The wake-up call came during one of my late night runs. I had taken to running at 10 o’clock at night, which came with it’s own dangerous behavior. I collapsed at my 2 mile mark in the middle of a park and thought to myself “Gods, this would be such much easier if I was just dead.” That thought scared the shit out of me. Through all the years of battling depression I never once went to a suicidal place. It was a point of (ridiculous) pride for me. But here I was, wishing I was dead. And I didn’t just think it once, I thought about it a lot, over several weeks. I scared the shit out of my best friend, who felt so upset that he was all the way across the country and couldn’t help me. I scared my sister. I scared my husband. So, in honor of my dad, I finally did it. I made an appointment with my doctor to get a referral for a psychiatrist. The first step of many. My psychiatrist put me on medication and it seemed to get so much better, after a month of insane side effects.
You can’t stop the future.
You can’t rewind the past.
The only way to learn the secret . . . is to press play.
Clay Jensen returns home from school to find a strange package with his name on it lying on his porch. Inside he discovers several cassette tapes recorded by Hannah Baker–his classmate and crush–who committed suicide two weeks earlier. Hannah’s voice tells him that there are thirteen reasons why she decided to end her life. Clay is one of them. If he listens, he’ll find out why.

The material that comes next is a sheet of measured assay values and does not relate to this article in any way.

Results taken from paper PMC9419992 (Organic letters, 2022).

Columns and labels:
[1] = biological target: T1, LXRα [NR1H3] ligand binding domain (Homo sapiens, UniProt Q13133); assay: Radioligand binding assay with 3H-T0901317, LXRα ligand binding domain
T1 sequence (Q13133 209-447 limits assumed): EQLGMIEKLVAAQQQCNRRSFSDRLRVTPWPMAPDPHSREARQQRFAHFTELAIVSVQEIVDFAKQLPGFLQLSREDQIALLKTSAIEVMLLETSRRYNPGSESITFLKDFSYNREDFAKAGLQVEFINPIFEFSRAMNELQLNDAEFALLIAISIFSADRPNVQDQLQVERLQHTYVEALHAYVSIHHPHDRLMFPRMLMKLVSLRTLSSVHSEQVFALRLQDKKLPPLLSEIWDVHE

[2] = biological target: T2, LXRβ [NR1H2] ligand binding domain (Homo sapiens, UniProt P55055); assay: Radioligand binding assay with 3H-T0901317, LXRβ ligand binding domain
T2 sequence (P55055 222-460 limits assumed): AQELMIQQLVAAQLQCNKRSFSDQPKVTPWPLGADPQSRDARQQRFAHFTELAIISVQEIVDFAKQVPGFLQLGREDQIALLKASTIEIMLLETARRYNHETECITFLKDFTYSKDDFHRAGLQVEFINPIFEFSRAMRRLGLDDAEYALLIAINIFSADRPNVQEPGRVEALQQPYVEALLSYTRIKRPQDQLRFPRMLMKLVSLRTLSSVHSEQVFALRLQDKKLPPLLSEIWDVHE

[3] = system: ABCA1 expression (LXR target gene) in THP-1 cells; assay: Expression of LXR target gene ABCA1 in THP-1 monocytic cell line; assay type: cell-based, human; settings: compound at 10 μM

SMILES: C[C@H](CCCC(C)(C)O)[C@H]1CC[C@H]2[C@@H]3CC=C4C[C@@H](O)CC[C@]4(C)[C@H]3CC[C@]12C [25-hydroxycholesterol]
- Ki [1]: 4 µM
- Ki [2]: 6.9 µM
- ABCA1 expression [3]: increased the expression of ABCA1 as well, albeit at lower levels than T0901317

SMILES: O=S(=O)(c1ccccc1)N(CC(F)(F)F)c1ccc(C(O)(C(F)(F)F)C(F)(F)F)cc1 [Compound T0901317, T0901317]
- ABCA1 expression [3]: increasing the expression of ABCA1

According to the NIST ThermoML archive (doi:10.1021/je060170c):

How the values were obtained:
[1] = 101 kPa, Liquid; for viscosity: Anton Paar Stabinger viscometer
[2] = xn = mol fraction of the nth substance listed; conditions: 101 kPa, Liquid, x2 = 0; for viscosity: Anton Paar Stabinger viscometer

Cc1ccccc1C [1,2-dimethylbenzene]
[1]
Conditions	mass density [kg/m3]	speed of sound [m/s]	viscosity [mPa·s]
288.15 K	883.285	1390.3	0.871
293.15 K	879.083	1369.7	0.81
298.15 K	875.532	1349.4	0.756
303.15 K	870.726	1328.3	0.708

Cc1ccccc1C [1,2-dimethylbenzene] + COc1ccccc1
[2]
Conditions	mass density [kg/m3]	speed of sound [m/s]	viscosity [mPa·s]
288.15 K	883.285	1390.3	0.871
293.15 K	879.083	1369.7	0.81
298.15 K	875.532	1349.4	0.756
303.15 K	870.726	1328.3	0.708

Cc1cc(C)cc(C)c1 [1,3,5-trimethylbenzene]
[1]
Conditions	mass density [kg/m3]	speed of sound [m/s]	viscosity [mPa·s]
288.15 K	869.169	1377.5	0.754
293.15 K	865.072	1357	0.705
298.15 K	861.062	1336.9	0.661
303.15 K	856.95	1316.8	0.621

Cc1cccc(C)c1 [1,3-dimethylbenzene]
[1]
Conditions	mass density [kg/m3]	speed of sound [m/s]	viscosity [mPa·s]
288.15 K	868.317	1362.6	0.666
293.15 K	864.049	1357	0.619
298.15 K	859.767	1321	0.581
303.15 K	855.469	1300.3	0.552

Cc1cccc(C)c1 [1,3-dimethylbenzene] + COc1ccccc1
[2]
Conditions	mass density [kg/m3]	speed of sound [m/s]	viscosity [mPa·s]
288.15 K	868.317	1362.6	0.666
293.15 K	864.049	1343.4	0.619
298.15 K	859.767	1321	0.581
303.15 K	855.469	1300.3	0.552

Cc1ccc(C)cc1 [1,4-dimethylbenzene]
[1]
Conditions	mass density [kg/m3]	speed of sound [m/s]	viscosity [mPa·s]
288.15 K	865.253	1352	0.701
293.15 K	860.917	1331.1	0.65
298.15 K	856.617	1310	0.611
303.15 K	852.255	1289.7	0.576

Clay spends the night crisscrossing his town with Hannah as his guide. He becomes a firsthand witness to Hannah’s pain, and as he follows Hannah’s recorded words throughout his town, what he discovers changes his life forever.
Two weeks ago my multiple jobs became a little busier, and my anxiety/depression began to skyrocket without my realizing it. I was working 80 hours a week and sleeping 3ish hours a night. Until 4 days ago. I had a day long panic attack. I spent the day crying and hyperventilating at random intervals, shaking, a million thoughts racing through my head all at once. Until that night when my husband and my mother rushed me to the ER because they were sure I was going to pass out from erratic breathing. Doctors and nurses kept coming in to ask me if I had a “plan” for suicide. They were taking away my phone (which for me is a big deal), talking about putting me on a 72 hour hold, and I had no control over what was happening. Needless to say this didn’t help the anxiety. Luckily, the ER psychiatrist finally determined I was not a danger to myself or others, so they let me go.
Over the past few days since then, my family has forced me to give up commitments. To get myself down to a 40 hour work week (or as close as I could manage on such short notice).
My struggle with mental illness is far from over. But that is exactly what it is. An illness. And this illness is something I can fight, as long as I have the strength to make myself do so. I hear some people say “Being sad is a choice.” I say, fuck that. For those with depression and other mental illnesses being sad isn’t a “choice.” But I can amend the statement. Doing everything I can to fight the sad, that is a choice. And it is the choice I am taking every day.